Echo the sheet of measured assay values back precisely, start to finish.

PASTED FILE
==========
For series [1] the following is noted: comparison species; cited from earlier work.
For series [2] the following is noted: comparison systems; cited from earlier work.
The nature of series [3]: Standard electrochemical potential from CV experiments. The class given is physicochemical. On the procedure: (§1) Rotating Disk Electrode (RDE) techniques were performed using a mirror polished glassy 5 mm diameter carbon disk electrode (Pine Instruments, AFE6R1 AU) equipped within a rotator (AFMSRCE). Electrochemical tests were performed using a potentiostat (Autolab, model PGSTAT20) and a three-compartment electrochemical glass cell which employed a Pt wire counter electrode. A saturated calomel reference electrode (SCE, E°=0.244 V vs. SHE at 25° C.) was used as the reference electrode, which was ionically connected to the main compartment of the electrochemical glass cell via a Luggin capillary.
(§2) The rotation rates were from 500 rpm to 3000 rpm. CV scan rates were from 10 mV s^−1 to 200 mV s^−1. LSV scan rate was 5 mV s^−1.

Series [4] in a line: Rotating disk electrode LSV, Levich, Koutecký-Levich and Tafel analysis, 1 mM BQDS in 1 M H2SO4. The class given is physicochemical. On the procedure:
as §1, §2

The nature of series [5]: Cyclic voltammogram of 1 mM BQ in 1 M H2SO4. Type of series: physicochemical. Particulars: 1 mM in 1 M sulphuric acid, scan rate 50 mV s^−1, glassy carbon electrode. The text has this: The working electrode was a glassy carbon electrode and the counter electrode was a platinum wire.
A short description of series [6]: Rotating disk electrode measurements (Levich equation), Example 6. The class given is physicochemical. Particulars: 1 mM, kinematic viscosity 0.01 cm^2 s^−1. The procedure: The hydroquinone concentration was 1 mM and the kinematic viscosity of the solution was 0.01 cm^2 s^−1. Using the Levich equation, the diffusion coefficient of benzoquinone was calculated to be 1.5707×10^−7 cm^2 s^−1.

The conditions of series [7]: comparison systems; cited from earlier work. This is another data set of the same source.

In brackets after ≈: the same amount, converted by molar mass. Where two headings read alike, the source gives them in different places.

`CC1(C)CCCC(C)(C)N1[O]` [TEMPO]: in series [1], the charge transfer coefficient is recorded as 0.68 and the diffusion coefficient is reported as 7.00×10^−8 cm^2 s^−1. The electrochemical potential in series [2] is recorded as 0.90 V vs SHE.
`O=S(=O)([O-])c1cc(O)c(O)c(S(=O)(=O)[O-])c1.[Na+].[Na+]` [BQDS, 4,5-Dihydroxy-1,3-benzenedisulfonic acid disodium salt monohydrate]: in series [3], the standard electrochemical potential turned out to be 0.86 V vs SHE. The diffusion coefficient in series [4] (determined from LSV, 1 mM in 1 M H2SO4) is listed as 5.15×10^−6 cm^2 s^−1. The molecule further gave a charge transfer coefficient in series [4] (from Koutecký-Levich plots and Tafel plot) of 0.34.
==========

For series [1] the following is noted: comparison species; cited from earlier work.
For series [2] the following is noted: comparison systems; cited from earlier work.
The nature of series [3]: Standard electrochemical potential from CV experiments. The class given is physicochemical. On the procedure: (§1) Rotating Disk Electrode (RDE) techniques were performed using a mirror polished glassy 5 mm diameter carbon disk electrode (Pine Instruments, AFE6R1 AU) equipped within a rotator (AFMSRCE). Electrochemical tests were performed using a potentiostat (Autolab, model PGSTAT20) and a three-compartment electrochemical glass cell which employed a Pt wire counter electrode. A saturated calomel reference electrode (SCE, E°=0.244 V vs. SHE at 25° C.) was used as the reference electrode, which was ionically connected to the main compartment of the electrochemical glass cell via a Luggin capillary.
(§2) The rotation rates were from 500 rpm to 3000 rpm. CV scan rates were from 10 mV s^−1 to 200 mV s^−1. LSV scan rate was 5 mV s^−1.

Series [4] in a line: Rotating disk electrode LSV, Levich, Koutecký-Levich and Tafel analysis, 1 mM BQDS in 1 M H2SO4. The class given is physicochemical. On the procedure:
as §1, §2

The nature of series [5]: Cyclic voltammogram of 1 mM BQ in 1 M H2SO4. Type of series: physicochemical. Particulars: 1 mM in 1 M sulphuric acid, scan rate 50 mV s^−1, glassy carbon electrode. The text has this: The working electrode was a glassy carbon electrode and the counter electrode was a platinum wire.
A short description of series [6]: Rotating disk electrode measurements (Levich equation), Example 6. The class given is physicochemical. Particulars: 1 mM, kinematic viscosity 0.01 cm^2 s^−1. The procedure: The hydroquinone concentration was 1 mM and the kinematic viscosity of the solution was 0.01 cm^2 s^−1. Using the Levich equation, the diffusion coefficient of benzoquinone was calculated to be 1.5707×10^−7 cm^2 s^−1.

The conditions of series [7]: comparison systems; cited from earlier work. This is another data set of the same source.

In brackets after ≈: the same amount, converted by molar mass. Where two headings read alike, the source gives them in different places.

`CC1(C)CCCC(C)(C)N1[O]` [TEMPO]: in series [1], the charge transfer coefficient is recorded as 0.68 and the diffusion coefficient is reported as 7.00×10^−8 cm^2 s^−1. The electrochemical potential in series [2] is recorded as 0.90 V vs SHE.
`O=S(=O)([O-])c1cc(O)c(O)c(S(=O)(=O)[O-])c1.[Na+].[Na+]` [BQDS, 4,5-Dihydroxy-1,3-benzenedisulfonic acid disodium salt monohydrate]: in series [3], the standard electrochemical potential turned out to be 0.86 V vs SHE. The diffusion coefficient in series [4] (determined from LSV, 1 mM in 1 M H2SO4) is listed as 5.15×10^−6 cm^2 s^−1. The molecule further gave a charge transfer coefficient in series [4] (from Koutecký-Levich plots and Tafel plot) of 0.34.